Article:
Thursday, July 12, 2018

The White Album 50 Project: "Piggies"

Beatles fans who say that John Lennon's satirical and social commentary lyrics drew blood fail to appreciate how biting George Harrison could be when the situation called for it.  George's "Piggies" is a particularly nasty dig at capitalist consumerism and the false promises of a profit-driven system.  But the biggest source of inspiration for "Piggies" was a classic novel satirizing not capitalism but communism.
"Piggies" was partly based on George Orwell's satirical novel "Animal Farm," in which the pigs on a farm lead an animal revolt for their freedom against humans and win the fight. Early pledges toward working for a better future devolve into authoritarianism, however, when the pig Napoleon chases away his former ally, another pig named Snowball, and commits the animals to hard labor for a promised outcome of a better life.  When the animals try to build a windmill that was Snowball's idea and it gets destroyed in a storm, Napoleon insists that Snowball is trying to sabotage the project and has the animals turn against him.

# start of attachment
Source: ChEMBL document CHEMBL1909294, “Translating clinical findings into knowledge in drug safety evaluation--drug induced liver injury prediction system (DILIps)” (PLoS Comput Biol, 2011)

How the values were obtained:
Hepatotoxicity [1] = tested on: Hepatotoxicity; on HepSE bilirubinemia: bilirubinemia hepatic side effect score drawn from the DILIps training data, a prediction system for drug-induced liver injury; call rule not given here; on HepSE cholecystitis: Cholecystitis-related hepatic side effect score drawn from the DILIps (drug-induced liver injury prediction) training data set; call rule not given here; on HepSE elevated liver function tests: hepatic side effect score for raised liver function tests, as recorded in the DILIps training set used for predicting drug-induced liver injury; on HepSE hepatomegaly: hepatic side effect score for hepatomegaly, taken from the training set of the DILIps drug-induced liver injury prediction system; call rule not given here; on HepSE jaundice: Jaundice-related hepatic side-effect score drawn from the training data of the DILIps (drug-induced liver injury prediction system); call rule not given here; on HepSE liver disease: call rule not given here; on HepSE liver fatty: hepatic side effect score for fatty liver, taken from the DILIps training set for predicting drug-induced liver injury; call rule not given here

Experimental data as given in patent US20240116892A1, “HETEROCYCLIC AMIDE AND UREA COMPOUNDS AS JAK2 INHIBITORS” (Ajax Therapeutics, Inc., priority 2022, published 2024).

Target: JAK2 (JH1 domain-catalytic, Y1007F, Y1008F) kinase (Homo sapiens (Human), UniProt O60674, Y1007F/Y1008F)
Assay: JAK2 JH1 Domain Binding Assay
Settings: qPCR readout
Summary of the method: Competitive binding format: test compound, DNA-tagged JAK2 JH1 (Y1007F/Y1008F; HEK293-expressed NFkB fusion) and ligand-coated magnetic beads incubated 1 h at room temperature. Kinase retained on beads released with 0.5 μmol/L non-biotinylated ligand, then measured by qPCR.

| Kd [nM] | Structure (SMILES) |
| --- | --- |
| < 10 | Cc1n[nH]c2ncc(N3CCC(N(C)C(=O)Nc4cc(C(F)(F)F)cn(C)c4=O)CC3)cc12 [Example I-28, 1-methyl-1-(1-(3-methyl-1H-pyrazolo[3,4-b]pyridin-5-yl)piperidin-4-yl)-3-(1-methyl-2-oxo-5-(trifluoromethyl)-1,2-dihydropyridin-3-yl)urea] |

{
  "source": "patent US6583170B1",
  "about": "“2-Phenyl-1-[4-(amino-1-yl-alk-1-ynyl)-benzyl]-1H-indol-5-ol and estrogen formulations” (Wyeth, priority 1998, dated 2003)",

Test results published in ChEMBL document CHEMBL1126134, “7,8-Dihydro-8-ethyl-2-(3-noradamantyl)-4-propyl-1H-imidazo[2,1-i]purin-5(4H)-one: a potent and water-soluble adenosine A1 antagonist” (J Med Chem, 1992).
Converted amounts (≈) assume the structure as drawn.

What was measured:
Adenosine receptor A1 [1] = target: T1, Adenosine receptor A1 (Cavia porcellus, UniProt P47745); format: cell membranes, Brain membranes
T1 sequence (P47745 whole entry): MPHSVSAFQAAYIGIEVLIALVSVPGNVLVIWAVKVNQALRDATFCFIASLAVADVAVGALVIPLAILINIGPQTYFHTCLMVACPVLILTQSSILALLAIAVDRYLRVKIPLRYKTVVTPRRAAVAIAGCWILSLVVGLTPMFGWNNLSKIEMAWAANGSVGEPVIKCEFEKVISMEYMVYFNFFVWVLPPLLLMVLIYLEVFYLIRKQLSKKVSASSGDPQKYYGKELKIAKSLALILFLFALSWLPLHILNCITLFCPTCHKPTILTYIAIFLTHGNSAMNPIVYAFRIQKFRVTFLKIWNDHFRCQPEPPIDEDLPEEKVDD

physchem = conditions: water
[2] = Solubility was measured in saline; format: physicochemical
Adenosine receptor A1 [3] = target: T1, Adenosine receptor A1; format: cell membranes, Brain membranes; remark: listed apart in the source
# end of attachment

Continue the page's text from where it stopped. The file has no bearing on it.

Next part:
Orwell's novel (which would also inspire Pink Floyd's 1977 album Animals) is a parable of the rise of Stalin and the banishment of his arch-rival Trotsky, but George Harrison saw how leaders of a capitalist society could just as easily manipulate the system by encouraging the masses to indulge in greed in order to have control over them.  While the pigs in John's "I Am the Walrus" fled from a gun, George's pigs are too complacent to do little more than crawl in the dirt.  Meanwhile, the bigger pigs - the upper classes - display their dominance by stirring things up and walking around in clean white shirts.  "With 'Piggies,'" Nicholas Schaffner, one of the best writers on the subject of British rock, wrote in 1977, "Harrison turns from the spirit to the flesh, to sling some caustic barbs at a greedy and materialistic Establishment."